Third, debriefing is a catalyst for change. At its heart, debriefing is a change agent. John Kotter, the renowned scholar on change management, suggests that successful change requires management to create opportunities for ‘short term wins,’ thereby repetitively reinforcing positive steps along the path to change. The creation of ‘wins’, however, presupposes an incremental process of planning in which tasks or projects are planned for and executed in relatively short periods of time. And that alone is all well and good but we’ll miss the opportunity to create these short term wins unless we debrief. Consider your business. You have a sales cycle, a promotion cycle, a production cycle and so on. One may be a daily cycle, one may be weekly, and one monthly but for each process there is an inherent cycle and for each cycle there’s an end-point and at each end-point there should be a debrief where we tally the ‘wins.’
Fourth, a rigorous debriefing process seeks root causes. It is not enough to see that we had a win or a loss, rather we need to look beneath the surface to make sure it wasn’t luck or some other force at work. So we ask ourselves why – why did something succeed or fail? Most of the time it’s obvious and we move on – but not always. Simply looking at the obvious causes may not uncover the real forces, the ‘why’s.’ Digging a little deeper is an essential part of a debrief. Harmful root causes can fester and grow to infect the organization if left unaddressed. Debriefing provides an opportunity to sort through the ambiguities in our complex systems and improve at the core organizational level.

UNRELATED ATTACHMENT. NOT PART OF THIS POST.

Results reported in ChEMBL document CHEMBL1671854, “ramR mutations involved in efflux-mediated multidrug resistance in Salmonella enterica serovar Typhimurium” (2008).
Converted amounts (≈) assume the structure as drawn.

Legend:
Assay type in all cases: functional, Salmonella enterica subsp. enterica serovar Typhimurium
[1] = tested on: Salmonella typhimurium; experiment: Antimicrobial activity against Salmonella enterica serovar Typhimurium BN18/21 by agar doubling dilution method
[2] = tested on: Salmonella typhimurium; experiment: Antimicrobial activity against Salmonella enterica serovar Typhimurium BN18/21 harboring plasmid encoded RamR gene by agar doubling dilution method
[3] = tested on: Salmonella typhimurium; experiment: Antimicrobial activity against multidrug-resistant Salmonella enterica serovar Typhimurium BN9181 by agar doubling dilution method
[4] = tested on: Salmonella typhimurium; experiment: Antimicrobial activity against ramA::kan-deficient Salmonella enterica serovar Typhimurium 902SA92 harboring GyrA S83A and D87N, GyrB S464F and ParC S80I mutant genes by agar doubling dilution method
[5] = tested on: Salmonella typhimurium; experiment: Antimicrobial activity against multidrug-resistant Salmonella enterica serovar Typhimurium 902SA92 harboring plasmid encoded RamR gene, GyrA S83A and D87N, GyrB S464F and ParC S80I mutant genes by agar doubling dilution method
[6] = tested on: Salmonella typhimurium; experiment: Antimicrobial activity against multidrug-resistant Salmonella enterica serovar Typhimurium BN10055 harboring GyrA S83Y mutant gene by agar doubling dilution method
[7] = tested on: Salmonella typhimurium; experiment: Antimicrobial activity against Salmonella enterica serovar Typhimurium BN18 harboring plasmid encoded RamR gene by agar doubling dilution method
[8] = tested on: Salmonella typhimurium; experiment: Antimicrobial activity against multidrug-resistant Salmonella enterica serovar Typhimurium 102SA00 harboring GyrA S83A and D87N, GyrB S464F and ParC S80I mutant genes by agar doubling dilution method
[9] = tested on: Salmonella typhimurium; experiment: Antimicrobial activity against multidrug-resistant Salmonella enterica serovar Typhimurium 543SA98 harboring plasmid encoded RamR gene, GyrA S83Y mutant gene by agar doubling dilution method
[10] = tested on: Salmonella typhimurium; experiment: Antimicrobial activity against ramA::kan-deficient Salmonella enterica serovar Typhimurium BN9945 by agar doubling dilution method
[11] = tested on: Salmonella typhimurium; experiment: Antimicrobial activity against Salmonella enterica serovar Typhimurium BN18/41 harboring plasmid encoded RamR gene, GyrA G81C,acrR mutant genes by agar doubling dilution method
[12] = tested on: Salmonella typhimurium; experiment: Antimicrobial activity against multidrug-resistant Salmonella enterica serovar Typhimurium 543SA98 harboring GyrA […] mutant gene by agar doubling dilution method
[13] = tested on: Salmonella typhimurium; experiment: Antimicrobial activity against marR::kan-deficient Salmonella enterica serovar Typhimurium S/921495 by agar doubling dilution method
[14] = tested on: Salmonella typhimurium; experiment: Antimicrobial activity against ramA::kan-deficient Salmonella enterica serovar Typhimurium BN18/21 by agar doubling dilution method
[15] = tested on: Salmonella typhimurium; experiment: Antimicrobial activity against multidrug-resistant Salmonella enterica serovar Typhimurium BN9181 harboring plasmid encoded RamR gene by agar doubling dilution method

Fifth, once root causes are identified, an actionable and specific lesson learned is developed. A lesson learned may require a change or amendment to existing processes, procedures, standards, rules or regulations. It may require further development of a plan or program to address the root cause. It may require a change in training or standards. Or, it may simply be a list of steps for others to utilize in future tasks and plans. Since a lesson learned is written in an explicit manner, it can be stored and made available for others in the future.